The thing about so much 'green' technology is that it actually saves you money. Is it oxymoronic to say that green energy requires less green than conventional technology?
Take geothermal heating, for example. Just 10 feet below the ground, the temperature is always 55 degrees Fahrenheit. Now, when your average maximum temperature is below that for six months of the year, you'd be grateful to be living 10 feet under.
But you don't have to. All you need is a geothermal heat pump.
Consider what a heat pump does: it extracts heat from one medium (usually the air) and pumps that into your living or work space. When it's an average January Portland night, and the temperature outside is 12.5°F, that heat pump is working awfully hard to keep you cozy.
On the other hand, if that heat pump is extracting heat from the ground, it's got a relatively easy job to do.
So it makes perfect sense to use this kind of technology in a place like Portland. And that's exactly what is happening with Portland Jetport's terminal expansion. Included in the $75 million dollar budget to build the 137,000 square foot terminal, is $3 million for a geothermal heating and cooling system, that is set to save the airport $8 million dollars over its projected lifespan.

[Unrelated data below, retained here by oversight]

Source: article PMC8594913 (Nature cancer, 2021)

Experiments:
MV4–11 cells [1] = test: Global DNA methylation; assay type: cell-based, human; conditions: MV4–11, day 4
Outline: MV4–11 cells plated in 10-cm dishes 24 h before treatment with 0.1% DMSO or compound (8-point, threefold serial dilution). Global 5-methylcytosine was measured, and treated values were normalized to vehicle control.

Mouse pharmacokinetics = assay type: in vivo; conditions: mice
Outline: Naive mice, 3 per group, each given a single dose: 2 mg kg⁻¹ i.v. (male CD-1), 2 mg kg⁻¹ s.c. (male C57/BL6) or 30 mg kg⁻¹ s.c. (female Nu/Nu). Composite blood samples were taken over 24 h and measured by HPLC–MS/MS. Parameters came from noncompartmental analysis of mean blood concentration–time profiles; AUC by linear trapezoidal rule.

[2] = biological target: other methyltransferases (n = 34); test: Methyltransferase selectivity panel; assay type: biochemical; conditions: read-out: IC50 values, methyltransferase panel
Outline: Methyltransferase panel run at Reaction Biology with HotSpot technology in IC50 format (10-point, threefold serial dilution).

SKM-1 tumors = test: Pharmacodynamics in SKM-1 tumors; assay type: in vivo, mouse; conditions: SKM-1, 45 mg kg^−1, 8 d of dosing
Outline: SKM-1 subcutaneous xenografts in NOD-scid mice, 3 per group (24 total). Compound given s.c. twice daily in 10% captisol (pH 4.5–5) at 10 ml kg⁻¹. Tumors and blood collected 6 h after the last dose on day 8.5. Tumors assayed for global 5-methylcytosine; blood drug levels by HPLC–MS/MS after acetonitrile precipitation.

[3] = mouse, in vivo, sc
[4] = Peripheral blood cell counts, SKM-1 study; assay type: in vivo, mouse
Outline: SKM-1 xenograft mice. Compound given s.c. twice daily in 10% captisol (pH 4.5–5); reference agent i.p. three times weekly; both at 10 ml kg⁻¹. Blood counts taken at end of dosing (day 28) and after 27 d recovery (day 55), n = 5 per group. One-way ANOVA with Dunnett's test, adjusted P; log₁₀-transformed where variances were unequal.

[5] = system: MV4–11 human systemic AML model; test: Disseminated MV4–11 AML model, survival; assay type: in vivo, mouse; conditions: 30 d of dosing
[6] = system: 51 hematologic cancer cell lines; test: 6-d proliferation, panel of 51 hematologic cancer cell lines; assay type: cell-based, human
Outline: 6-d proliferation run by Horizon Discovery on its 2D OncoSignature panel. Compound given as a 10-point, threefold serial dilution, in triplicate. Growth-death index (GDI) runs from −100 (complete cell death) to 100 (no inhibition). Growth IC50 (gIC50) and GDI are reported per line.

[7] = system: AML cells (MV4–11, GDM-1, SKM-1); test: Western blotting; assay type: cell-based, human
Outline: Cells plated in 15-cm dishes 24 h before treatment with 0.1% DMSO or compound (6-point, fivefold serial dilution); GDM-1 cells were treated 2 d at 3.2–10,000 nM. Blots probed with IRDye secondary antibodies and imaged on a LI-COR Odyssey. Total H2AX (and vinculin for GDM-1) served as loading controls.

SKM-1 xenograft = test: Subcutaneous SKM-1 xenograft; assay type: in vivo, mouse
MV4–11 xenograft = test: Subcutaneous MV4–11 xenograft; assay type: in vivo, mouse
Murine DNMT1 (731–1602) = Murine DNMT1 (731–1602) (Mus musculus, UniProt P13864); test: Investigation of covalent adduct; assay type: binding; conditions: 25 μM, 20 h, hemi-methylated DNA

That's right, heating and cooling. The same principal applies: when the average maximum July temperature sits at nearly 80 degrees, the temperature below the ground is still just 55. Extract the cold out of that, and your terminal's temperature will be suitably refreshing.
And the savings aren't just financial. If they had stuck with their current heating system, they'd be burning over 50,000 gallons of oil a year to keep the terminal warm. That's over a million pounds of CO2 not going into the atmosphere every year.
This is the first terminal of this size to utilize this technology, and it is being done with a lot of help from an FAA Voluntary Airport Low-Emissions (VALE) grant. So if it proves successful, you can expect to see this kind of thing becoming the norm at the nation's airports.
Here is a quick video showing how it works: